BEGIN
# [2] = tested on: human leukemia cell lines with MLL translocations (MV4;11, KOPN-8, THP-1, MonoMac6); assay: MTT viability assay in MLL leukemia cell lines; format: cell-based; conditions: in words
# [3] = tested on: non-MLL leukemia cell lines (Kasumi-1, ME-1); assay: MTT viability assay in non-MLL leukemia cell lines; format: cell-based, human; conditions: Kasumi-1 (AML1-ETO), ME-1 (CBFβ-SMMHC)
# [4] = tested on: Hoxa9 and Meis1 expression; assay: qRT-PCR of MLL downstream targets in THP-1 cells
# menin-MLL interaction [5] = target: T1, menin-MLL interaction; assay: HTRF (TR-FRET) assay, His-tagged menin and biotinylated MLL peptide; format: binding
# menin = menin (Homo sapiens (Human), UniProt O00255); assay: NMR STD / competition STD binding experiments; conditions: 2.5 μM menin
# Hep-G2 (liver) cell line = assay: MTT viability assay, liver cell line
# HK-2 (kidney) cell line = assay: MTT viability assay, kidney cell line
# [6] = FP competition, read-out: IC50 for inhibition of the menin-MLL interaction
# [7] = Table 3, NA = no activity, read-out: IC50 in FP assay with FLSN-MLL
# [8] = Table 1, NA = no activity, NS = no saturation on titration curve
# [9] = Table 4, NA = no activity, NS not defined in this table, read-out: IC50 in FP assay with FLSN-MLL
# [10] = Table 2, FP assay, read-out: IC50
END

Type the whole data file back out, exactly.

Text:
# [2] = tested on: human leukemia cell lines with MLL translocations (MV4;11, KOPN-8, THP-1, MonoMac6); assay: MTT viability assay in MLL leukemia cell lines; format: cell-based; conditions: in words
# [3] = tested on: non-MLL leukemia cell lines (Kasumi-1, ME-1); assay: MTT viability assay in non-MLL leukemia cell lines; format: cell-based, human; conditions: Kasumi-1 (AML1-ETO), ME-1 (CBFβ-SMMHC)
# [4] = tested on: Hoxa9 and Meis1 expression; assay: qRT-PCR of MLL downstream targets in THP-1 cells
# menin-MLL interaction [5] = target: T1, menin-MLL interaction; assay: HTRF (TR-FRET) assay, His-tagged menin and biotinylated MLL peptide; format: binding
# menin = menin (Homo sapiens (Human), UniProt O00255); assay: NMR STD / competition STD binding experiments; conditions: 2.5 μM menin
# Hep-G2 (liver) cell line = assay: MTT viability assay, liver cell line
# HK-2 (kidney) cell line = assay: MTT viability assay, kidney cell line
# [6] = FP competition, read-out: IC50 for inhibition of the menin-MLL interaction
# [7] = Table 3, NA = no activity, read-out: IC50 in FP assay with FLSN-MLL
# [8] = Table 1, NA = no activity, NS = no saturation on titration curve
# [9] = Table 4, NA = no activity, NS not defined in this table, read-out: IC50 in FP assay with FLSN-MLL
# [10] = Table 2, FP assay, read-out: IC50